File archiving utility WinRAR has been around for more than two decades… and for almost as long, there’s been a vulnerability in the application that could allow an attacker to take over your computer if you inadvertently used the app to open a malicious ACE archive file.

Researchers at Checkpoint security recently discovered the vulnerability and WinRAR has already released an update to protect users… by eliminating the ability to work with ACE files.

Note that you’ll want to install WinRAR 5.70 beta 1 or later in order to get the version that’s safe from these attacks… or you could just avoid ACE files altogether.

On the one hand, removing support for ACE files seems like a kludgy solution. On the other hand, the ACE file format is pretty old and out of date at this point — the ACE archive format is protected by a patent and the only software legally licensed to create ACE files hasn’t been updated since 2007.

That said, if you have sole old files around that are stored in an ACE archive, it’s unfortunate that WinRAR can’t open them anymore.

There are other applications that do still offer some form of support for ACE files. For example, PeaZip offers an optional plugin that lets you open, extract, browse, or convert existing ACE files… but it will not let you create new ACE archives. But I suspect it’s subject to the same vulnerability that affected WinRAR, because the UNACE Plugin for PeaZip relies on the same unacev2.dll exploited by the researchers at CheckPoint.

Meanwhile popular cross-platform file archiving utility 7-zip has never supported ACE files.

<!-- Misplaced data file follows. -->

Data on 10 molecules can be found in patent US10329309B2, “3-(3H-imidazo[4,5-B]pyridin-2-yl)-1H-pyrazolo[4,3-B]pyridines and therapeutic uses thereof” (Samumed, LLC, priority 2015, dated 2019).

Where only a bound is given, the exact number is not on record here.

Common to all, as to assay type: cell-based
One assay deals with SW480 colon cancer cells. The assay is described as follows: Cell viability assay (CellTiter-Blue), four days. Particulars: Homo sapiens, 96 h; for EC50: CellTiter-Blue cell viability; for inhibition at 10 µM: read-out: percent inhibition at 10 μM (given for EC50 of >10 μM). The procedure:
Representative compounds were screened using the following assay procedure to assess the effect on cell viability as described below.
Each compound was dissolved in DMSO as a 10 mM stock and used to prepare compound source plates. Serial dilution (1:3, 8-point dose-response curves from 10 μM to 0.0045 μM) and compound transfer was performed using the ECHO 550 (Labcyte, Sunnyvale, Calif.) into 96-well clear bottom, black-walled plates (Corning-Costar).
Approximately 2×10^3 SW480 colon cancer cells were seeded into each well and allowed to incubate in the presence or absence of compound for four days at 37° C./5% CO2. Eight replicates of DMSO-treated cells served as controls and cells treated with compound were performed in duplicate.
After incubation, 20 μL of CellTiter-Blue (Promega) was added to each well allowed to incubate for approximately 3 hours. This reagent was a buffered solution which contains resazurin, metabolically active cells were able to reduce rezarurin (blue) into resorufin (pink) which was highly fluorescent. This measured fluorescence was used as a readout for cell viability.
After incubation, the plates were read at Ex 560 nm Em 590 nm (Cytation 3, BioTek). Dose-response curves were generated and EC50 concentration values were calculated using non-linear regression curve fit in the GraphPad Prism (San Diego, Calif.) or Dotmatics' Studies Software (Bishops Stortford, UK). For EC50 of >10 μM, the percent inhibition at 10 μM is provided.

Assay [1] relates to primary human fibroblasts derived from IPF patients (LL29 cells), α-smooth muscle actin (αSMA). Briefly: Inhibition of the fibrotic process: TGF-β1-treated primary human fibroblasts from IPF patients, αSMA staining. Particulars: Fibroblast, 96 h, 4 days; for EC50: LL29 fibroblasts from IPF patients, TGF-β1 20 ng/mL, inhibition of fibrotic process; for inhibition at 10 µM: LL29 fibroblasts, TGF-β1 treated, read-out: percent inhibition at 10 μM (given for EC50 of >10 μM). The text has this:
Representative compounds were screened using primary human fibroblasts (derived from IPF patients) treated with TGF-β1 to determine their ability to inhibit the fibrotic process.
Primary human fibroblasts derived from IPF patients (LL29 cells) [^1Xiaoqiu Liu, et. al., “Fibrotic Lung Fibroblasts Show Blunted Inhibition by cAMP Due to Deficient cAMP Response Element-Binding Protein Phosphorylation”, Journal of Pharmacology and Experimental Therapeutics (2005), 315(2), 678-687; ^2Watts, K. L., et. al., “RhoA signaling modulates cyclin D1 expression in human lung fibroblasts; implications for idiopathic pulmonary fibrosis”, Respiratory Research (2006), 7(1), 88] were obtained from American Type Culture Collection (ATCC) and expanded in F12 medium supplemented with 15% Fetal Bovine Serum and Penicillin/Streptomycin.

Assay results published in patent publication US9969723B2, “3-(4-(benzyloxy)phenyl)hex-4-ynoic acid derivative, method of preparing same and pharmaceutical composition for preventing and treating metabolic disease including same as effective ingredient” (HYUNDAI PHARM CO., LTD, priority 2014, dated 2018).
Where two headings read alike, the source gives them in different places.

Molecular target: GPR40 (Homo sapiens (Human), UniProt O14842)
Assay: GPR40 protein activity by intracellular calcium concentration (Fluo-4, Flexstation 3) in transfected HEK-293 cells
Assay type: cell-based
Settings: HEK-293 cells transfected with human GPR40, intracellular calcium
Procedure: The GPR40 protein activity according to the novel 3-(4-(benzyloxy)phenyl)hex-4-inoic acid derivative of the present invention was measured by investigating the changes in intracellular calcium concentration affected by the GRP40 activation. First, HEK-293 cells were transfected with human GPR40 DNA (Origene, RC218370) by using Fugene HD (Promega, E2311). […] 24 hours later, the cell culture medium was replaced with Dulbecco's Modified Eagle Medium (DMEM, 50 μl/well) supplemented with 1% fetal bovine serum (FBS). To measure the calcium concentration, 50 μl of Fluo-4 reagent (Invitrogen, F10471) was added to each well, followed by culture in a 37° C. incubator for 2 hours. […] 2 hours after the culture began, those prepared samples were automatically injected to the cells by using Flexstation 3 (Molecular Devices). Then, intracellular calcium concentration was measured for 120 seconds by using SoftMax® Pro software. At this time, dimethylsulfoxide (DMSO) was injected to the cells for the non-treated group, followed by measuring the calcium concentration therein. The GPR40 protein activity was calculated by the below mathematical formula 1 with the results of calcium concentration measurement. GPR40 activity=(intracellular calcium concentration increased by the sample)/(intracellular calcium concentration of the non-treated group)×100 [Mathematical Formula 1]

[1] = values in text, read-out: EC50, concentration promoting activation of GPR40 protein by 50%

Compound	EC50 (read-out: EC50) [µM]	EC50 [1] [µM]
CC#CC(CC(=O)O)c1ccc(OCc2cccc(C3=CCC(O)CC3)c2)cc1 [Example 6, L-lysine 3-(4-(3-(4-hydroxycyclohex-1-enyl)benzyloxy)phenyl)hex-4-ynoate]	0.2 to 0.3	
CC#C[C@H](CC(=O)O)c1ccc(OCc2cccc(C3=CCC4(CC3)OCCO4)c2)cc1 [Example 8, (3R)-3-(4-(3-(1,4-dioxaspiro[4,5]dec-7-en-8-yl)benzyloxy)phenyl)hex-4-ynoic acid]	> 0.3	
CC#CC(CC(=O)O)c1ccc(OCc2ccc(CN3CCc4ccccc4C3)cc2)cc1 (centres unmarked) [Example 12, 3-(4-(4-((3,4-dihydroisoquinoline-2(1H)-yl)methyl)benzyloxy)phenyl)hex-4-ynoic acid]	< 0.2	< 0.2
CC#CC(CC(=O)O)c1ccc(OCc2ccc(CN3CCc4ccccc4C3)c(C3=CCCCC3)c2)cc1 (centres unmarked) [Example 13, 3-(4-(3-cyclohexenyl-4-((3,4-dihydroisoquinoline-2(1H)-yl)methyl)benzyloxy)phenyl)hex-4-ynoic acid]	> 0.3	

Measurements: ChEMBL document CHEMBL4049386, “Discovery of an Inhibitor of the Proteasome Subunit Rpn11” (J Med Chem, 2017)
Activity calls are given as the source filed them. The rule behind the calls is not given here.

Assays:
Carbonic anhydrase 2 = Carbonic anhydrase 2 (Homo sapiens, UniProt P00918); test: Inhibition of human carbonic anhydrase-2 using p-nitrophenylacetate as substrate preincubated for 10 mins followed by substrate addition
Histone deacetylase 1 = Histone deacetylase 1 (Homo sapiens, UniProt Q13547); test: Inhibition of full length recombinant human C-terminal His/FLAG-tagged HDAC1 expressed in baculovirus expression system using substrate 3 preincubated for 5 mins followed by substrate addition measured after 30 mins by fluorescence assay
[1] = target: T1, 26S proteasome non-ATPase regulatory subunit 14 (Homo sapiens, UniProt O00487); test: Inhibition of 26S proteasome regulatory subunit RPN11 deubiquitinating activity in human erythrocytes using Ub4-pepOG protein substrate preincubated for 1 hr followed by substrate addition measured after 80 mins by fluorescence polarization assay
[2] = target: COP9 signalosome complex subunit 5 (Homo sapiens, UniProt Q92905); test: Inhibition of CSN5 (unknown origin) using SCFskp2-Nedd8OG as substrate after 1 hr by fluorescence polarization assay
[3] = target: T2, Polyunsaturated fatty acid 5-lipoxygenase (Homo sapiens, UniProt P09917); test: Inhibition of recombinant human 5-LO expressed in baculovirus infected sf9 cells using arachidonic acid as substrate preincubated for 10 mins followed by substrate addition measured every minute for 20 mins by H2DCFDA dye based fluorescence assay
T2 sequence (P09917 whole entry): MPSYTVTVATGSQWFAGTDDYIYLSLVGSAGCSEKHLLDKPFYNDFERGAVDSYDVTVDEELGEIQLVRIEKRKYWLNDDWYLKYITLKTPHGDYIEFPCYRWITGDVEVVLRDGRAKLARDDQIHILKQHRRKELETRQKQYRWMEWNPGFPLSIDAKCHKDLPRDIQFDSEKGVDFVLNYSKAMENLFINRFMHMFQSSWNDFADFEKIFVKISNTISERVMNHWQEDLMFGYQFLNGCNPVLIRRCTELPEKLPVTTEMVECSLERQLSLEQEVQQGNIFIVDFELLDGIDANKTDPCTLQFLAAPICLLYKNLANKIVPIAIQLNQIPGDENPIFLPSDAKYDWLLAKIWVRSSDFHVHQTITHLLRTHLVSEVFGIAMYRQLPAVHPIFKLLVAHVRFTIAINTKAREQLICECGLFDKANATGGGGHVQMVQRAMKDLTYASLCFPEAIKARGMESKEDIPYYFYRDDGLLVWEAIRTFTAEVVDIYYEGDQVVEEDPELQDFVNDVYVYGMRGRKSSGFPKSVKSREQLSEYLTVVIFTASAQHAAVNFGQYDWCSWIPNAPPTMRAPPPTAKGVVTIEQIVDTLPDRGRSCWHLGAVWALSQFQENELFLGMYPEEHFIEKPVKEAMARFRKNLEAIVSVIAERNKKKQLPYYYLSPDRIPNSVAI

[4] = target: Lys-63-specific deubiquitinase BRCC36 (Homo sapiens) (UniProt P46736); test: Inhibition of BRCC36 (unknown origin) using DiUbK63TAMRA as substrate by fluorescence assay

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5 replies on “WinRAR updated to protect against a (recently discovered) 19-year old security vulnerability”

  1. ACE and RAR. Popular formats for pirates for many years. I’m surprised people still use either format.

  2. I’ve seen a bunch of compression formats, especially back in the late 90s and early 2000s, but I’ve never heard of ACE until I read this article.

  3. If anyone comes across old floppies or cd-roms, the ace format might appear (I guess). A shame that they chose to abandon it altogether. I seriously doubt that any of the old (historic) files that might’ve used this format would pose a threat.

    I started buying floppies off the back pages of magazines in the early days. Later it was cd-roms and BBSes. All for my fix of shareware, freeware and public domain programs. Saw lots of archiver formats (I recall pak, arc, arj, lzh… ) and for the life of me can’t recall ever running across ‘ace’. So maybe not a major loss…

    Still… something about losing access to a bit of the past doesn’t sit well with me.

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